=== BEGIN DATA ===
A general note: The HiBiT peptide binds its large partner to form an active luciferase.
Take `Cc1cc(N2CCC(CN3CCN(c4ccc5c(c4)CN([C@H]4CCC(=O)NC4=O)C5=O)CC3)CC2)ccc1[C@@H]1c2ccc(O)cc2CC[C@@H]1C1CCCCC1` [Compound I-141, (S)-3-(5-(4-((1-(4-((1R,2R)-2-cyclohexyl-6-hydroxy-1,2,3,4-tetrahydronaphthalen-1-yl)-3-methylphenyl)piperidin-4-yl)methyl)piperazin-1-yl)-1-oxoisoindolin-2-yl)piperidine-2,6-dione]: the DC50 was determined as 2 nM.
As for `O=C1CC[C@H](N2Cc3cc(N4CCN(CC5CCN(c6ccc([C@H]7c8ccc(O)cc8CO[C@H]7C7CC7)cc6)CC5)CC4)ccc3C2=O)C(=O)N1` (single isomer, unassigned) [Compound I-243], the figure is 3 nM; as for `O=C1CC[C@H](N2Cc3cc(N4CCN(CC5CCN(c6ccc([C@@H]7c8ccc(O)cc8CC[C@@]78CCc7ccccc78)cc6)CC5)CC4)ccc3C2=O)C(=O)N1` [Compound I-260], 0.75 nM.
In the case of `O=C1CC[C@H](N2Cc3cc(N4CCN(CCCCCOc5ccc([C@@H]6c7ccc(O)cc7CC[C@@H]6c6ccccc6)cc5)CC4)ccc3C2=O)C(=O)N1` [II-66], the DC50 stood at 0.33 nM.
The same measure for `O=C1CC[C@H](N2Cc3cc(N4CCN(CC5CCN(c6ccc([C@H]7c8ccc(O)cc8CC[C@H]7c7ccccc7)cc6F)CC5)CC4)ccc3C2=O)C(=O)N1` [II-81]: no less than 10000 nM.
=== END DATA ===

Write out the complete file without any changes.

A general note: The HiBiT peptide binds its large partner to form an active luciferase.
Take `Cc1cc(N2CCC(CN3CCN(c4ccc5c(c4)CN([C@H]4CCC(=O)NC4=O)C5=O)CC3)CC2)ccc1[C@@H]1c2ccc(O)cc2CC[C@@H]1C1CCCCC1` [Compound I-141, (S)-3-(5-(4-((1-(4-((1R,2R)-2-cyclohexyl-6-hydroxy-1,2,3,4-tetrahydronaphthalen-1-yl)-3-methylphenyl)piperidin-4-yl)methyl)piperazin-1-yl)-1-oxoisoindolin-2-yl)piperidine-2,6-dione]: the DC50 was determined as 2 nM.
As for `O=C1CC[C@H](N2Cc3cc(N4CCN(CC5CCN(c6ccc([C@H]7c8ccc(O)cc8CO[C@H]7C7CC7)cc6)CC5)CC4)ccc3C2=O)C(=O)N1` (single isomer, unassigned) [Compound I-243], the figure is 3 nM; as for `O=C1CC[C@H](N2Cc3cc(N4CCN(CC5CCN(c6ccc([C@@H]7c8ccc(O)cc8CC[C@@]78CCc7ccccc78)cc6)CC5)CC4)ccc3C2=O)C(=O)N1` [Compound I-260], 0.75 nM.
In the case of `O=C1CC[C@H](N2Cc3cc(N4CCN(CCCCCOc5ccc([C@@H]6c7ccc(O)cc7CC[C@@H]6c6ccccc6)cc5)CC4)ccc3C2=O)C(=O)N1` [II-66], the DC50 stood at 0.33 nM.
The same measure for `O=C1CC[C@H](N2Cc3cc(N4CCN(CC5CCN(c6ccc([C@H]7c8ccc(O)cc8CC[C@H]7c7ccccc7)cc6F)CC5)CC4)ccc3C2=O)C(=O)N1` [II-81]: no less than 10000 nM.